While looking something up before posting, I found that reuben rolls aren't unknown in Chicago. For reuben rolls on the regular menu, try Schoolyard Tavern, Gaslight Bar, Brownstone Tavern, Sidebar Grille, Kirkwood Bar or West End. All these places are owned by the same group and have similar menus. I haven't been to any of these places and that's not likely to change in the foreseeable future.

    If you want to avoid the clonebars, you can get reuben rolls at Paddy Mac's on Pulaski near Irving.
  • Post #117 - December 21st, 2007, 12:53 am
    Post #117 - December 21st, 2007, 12:53 am Post #117 - December 21st, 2007, 12:53 am
    Rene G wrote:
    stevez wrote:I made a stop at the Christkindlmarket today and tried a reuben egg roll at Maders. I was very pleasantly surprised at how good this was. Two egg rolls were served with a small cup of somewhat spicy mustard for dipping. I wish these were available somewhere year around.

    I think I remember seeing something similar on the specials board at Laschet's. I don't remember what it was called but the explanation sounded pretty much like a reuben egg roll. I didn't consider ordering them for a second, with Hackepeter available.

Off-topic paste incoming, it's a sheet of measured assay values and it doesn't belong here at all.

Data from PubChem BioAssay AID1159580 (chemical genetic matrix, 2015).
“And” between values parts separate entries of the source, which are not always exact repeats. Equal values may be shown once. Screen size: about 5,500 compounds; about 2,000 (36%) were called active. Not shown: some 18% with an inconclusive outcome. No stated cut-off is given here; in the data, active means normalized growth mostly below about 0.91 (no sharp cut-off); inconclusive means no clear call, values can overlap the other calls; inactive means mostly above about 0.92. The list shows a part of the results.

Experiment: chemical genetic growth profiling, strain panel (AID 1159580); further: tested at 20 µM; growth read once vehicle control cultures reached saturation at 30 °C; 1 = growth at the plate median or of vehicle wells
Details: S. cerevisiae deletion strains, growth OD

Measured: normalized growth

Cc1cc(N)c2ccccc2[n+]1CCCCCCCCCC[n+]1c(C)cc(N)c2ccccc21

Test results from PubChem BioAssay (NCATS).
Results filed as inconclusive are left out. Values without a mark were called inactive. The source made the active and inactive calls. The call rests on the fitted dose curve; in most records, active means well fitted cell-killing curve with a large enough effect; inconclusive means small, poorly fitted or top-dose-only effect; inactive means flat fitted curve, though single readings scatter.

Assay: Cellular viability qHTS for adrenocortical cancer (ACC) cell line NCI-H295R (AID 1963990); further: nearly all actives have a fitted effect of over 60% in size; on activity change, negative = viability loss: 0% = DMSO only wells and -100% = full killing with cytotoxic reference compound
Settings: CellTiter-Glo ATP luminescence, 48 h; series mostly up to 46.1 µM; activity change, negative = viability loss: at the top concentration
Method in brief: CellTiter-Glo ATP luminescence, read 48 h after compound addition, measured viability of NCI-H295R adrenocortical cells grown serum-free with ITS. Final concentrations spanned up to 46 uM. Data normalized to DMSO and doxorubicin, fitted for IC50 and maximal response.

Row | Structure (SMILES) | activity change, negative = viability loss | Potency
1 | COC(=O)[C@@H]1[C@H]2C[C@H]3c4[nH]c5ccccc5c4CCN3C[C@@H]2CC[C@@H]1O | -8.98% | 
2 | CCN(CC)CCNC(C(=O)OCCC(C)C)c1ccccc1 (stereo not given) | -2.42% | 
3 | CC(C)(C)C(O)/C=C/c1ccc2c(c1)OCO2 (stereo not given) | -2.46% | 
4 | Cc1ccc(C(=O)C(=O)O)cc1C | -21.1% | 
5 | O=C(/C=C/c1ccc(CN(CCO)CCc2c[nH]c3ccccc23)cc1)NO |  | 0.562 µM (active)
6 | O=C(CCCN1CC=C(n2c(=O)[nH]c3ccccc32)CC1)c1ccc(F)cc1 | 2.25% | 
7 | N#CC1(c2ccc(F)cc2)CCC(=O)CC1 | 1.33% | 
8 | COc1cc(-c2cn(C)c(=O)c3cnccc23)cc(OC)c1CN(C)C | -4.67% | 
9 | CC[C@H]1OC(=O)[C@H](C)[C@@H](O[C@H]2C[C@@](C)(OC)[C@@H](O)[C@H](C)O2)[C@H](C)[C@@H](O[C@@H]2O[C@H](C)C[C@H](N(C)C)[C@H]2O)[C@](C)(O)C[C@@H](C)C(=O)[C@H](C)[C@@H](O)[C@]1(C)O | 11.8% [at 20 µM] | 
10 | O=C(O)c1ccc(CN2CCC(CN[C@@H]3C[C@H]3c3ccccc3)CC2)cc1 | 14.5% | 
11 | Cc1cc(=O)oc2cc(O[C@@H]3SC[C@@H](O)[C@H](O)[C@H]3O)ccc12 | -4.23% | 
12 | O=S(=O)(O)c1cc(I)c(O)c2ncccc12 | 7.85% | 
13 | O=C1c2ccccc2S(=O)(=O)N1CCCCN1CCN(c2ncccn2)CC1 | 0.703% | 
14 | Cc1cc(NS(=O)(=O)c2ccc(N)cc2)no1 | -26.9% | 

While looking something up before posting, I found that reuben rolls aren't unknown in Chicago. For reuben rolls on the regular menu, try Schoolyard Tavern, Gaslight Bar, Brownstone Tavern, Sidebar Grille, Kirkwood Bar or West End. All these places are owned by the same group and have similar menus. I haven't been to any of these places and that's not likely to change in the foreseeable future.

    If you want to avoid the clonebars, you can get reuben rolls at Paddy Mac's on Pulaski near Irving.


    Funny. I spoke to the Mader's man at the market and he told me, and I quote, "We were actually experimenting in our kitchen one day, and Reuben sandwiches are a popular item... We…have Reuben rolls, which are kind of an offshoot of the Reuben sandwich; it’s corned beef, Swiss cheese and onion in a won-ton wrap... "

    My impression, based on this exchange, was that Mader's invented this food item, though I'm not claiming that is the case. :roll:
    “Nobody exists on purpose. Nobody belongs anywhere. Everybody’s gonna die. Come watch TV?”
  • Post #118 - December 21st, 2007, 5:12 am
    Post #118 - December 21st, 2007, 5:12 am Post #118 - December 21st, 2007, 5:12 am